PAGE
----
In this piece written exclusively for The Advocate, Angelo Pezzote — advice columnist and author of the new book Straight Acting: Gay Men, Masculinity and Finding True Love — examines the gay community's obsession with the idea of being "straight-acting" and how destructive it is for gay relationships and one's psyche.



It doesn't matter
whether a guy is really masculine or not. What matters
is the perception that he is masculine. Problem is, you
can't really say "I'm gay," and "I'm straight acting"
in the same sentence. It’s an oxymoron.
Straight acting is engendered by gay shame. I don't
think that straight acting is bringing us into equality as
much as it’s moving us back into an extension
of the closet -- the closet of masculinity. By
offsetting our inherent "gayness" with masculinity,
we're not really progressing socially and assimilating into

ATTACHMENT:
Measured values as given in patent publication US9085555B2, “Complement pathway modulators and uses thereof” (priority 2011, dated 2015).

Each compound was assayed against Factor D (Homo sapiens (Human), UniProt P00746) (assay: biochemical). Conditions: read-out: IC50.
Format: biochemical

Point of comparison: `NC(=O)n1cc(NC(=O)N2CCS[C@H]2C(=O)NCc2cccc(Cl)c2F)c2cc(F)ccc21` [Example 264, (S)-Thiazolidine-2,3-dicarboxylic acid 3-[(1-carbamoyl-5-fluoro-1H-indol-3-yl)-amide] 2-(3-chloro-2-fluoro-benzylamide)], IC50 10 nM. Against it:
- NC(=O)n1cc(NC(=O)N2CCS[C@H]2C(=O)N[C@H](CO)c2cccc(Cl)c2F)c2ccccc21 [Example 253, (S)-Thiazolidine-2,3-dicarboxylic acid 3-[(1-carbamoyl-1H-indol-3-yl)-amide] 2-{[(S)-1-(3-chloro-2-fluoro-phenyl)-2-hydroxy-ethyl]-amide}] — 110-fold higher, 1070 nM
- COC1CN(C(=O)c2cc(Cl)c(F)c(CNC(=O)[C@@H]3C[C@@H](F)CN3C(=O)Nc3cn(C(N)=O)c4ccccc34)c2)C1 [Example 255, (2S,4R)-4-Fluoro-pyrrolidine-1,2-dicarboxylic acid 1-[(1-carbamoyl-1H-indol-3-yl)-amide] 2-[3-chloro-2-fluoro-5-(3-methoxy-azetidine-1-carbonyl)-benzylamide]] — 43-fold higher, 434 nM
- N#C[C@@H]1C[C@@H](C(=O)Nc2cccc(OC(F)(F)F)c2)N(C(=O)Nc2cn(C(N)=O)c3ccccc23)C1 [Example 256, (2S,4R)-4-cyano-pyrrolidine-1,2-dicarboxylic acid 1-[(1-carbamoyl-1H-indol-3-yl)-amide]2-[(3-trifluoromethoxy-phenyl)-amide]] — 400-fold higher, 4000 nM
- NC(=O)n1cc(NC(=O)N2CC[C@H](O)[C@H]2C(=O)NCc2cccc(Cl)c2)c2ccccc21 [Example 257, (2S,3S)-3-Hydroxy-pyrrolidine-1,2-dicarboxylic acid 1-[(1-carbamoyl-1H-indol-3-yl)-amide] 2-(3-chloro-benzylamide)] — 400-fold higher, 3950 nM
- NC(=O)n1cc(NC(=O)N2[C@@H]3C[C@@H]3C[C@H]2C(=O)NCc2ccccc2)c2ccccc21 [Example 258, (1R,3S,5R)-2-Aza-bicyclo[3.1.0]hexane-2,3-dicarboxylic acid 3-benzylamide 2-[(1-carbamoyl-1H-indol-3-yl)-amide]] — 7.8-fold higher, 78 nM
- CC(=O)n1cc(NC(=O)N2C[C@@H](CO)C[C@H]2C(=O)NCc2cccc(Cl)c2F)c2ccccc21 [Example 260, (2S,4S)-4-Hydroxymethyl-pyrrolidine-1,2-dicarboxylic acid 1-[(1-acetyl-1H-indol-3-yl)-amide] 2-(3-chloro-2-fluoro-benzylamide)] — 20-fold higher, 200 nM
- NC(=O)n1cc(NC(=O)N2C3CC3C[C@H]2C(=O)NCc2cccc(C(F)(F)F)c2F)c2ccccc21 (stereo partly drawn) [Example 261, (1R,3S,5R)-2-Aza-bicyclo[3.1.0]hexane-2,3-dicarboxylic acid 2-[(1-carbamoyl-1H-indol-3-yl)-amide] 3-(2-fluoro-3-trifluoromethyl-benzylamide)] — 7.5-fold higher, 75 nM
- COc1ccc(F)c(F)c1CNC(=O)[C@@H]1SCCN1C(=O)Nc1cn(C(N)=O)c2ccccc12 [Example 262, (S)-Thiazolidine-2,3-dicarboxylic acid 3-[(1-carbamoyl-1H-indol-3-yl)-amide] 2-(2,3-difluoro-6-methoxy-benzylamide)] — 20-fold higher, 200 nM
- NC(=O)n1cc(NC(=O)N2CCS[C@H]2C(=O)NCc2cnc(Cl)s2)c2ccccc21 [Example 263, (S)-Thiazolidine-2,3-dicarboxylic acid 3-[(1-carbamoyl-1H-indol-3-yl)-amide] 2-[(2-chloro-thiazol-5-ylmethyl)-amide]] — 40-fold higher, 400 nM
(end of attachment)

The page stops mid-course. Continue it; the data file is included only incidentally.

mainstream culture as much as we're actually doing a type of
social conforming -- in which case we're really moving
backward -- away from self-acceptance.

The problem isn't
being masculine. It’s when we use masculinity to
cover our gay essence. To stamp out the sissy inside
we learn to dislike, having to protect ourselves from
severe ridicule, physical harm, and emotional
rejection. Masculinity is not an essence. It’s not a
part of who we are. Masculinity is a set of social
expectations based on one’s being male. For
instance, American men are not the same as European men.
Masculinity is how males are socialized to behave -- how
we're influenced to express our maleness in our
culture. It’s our gender expression.
Masculinity is learned, and it can be unlearned.

The solution? Our
focus needs to be on embracing our inherent gay nature
and fostering self-love. It’s not about what’s
wrong with you. It’s about what’s right
with you. There is nothing shameful about being a gay man.
When you're confident and accept who you are, it doesn't
matter what other people think. You don't have to be
effeminate if you're not. You just have to be the gay
man you are without any facades.

By understanding
what’s keeping gay men apart, we can come together,
finding one another’s hearts.

Tags: Books